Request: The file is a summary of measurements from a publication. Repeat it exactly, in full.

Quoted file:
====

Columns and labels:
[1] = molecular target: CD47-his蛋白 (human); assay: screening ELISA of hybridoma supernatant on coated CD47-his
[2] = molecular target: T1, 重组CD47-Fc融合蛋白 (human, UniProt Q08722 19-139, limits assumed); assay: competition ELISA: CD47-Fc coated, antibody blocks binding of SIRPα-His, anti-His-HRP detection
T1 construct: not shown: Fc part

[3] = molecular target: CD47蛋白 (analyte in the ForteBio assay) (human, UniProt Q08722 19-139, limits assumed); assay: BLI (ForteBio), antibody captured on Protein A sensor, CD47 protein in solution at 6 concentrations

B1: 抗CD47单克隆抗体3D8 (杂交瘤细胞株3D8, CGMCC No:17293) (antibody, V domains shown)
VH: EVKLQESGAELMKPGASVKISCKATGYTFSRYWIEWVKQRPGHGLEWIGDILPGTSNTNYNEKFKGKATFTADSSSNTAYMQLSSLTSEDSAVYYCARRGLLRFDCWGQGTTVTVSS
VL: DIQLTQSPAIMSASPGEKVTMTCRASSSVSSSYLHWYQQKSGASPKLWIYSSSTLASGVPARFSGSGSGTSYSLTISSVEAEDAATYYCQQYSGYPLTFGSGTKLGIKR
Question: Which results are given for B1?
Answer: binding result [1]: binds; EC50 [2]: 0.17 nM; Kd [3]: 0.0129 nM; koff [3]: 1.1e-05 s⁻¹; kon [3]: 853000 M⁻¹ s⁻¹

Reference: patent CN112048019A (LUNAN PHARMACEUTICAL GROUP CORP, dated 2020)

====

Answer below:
Columns and labels:
[1] = molecular target: CD47-his蛋白 (human); assay: screening ELISA of hybridoma supernatant on coated CD47-his
[2] = molecular target: T1, 重组CD47-Fc融合蛋白 (human, UniProt Q08722 19-139, limits assumed); assay: competition ELISA: CD47-Fc coated, antibody blocks binding of SIRPα-His, anti-His-HRP detection
T1 construct: not shown: Fc part

[3] = molecular target: CD47蛋白 (analyte in the ForteBio assay) (human, UniProt Q08722 19-139, limits assumed); assay: BLI (ForteBio), antibody captured on Protein A sensor, CD47 protein in solution at 6 concentrations

B1: 抗CD47单克隆抗体3D8 (杂交瘤细胞株3D8, CGMCC No:17293) (antibody, V domains shown)
VH: EVKLQESGAELMKPGASVKISCKATGYTFSRYWIEWVKQRPGHGLEWIGDILPGTSNTNYNEKFKGKATFTADSSSNTAYMQLSSLTSEDSAVYYCARRGLLRFDCWGQGTTVTVSS
VL: DIQLTQSPAIMSASPGEKVTMTCRASSSVSSSYLHWYQQKSGASPKLWIYSSSTLASGVPARFSGSGSGTSYSLTISSVEAEDAATYYCQQYSGYPLTFGSGTKLGIKR
Question: Which results are given for B1?
Answer: binding result [1]: binds; EC50 [2]: 0.17 nM; Kd [3]: 0.0129 nM; koff [3]: 1.1e-05 s⁻¹; kon [3]: 853000 M⁻¹ s⁻¹

Reference: patent CN112048019A (LUNAN PHARMACEUTICAL GROUP CORP, dated 2020)